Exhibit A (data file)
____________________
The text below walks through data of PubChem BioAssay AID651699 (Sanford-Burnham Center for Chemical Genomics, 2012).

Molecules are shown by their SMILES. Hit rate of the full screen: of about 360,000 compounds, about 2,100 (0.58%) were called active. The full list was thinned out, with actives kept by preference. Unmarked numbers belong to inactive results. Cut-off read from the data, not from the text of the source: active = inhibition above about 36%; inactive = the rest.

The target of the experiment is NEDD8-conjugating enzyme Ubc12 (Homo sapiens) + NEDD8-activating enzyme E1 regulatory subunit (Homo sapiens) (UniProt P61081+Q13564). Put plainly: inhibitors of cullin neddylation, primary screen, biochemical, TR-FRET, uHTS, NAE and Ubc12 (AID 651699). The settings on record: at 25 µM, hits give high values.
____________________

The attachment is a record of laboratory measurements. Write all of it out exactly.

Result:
The text below walks through data of PubChem BioAssay AID651699 (Sanford-Burnham Center for Chemical Genomics, 2012).

Molecules are shown by their SMILES. Hit rate of the full screen: of about 360,000 compounds, about 2,100 (0.58%) were called active. The full list was thinned out, with actives kept by preference. Unmarked numbers belong to inactive results. Cut-off read from the data, not from the text of the source: active = inhibition above about 36%; inactive = the rest.

The target of the experiment is NEDD8-conjugating enzyme Ubc12 (Homo sapiens) + NEDD8-activating enzyme E1 regulatory subunit (Homo sapiens) (UniProt P61081+Q13564). Put plainly: inhibitors of cullin neddylation, primary screen, biochemical, TR-FRET, uHTS, NAE and Ubc12 (AID 651699). The settings on record: at 25 µM, hits give high values.